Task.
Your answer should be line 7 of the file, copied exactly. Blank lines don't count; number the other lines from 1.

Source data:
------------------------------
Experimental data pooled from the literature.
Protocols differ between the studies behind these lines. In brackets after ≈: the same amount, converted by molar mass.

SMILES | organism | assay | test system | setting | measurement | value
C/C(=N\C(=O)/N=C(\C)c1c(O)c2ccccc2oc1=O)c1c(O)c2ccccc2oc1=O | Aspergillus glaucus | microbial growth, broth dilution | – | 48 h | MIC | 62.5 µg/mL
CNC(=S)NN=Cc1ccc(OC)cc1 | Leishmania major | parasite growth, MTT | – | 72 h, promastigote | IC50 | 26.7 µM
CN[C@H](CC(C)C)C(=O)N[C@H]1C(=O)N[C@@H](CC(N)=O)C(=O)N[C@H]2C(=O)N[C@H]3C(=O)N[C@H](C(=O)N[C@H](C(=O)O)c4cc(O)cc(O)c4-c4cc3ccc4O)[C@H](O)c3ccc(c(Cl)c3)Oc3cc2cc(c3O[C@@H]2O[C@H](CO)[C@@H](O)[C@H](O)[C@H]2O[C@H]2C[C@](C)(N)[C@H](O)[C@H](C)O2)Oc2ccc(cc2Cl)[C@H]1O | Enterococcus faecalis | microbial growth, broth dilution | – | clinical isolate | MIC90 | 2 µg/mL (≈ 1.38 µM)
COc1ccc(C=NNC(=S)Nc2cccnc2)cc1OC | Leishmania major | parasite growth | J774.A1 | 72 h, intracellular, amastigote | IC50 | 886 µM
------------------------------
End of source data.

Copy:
COc1ccc(C=NNC(=S)Nc2cccnc2)cc1OC | Leishmania major | parasite growth | J774.A1 | 72 h, intracellular, amastigote | IC50 | 886 µM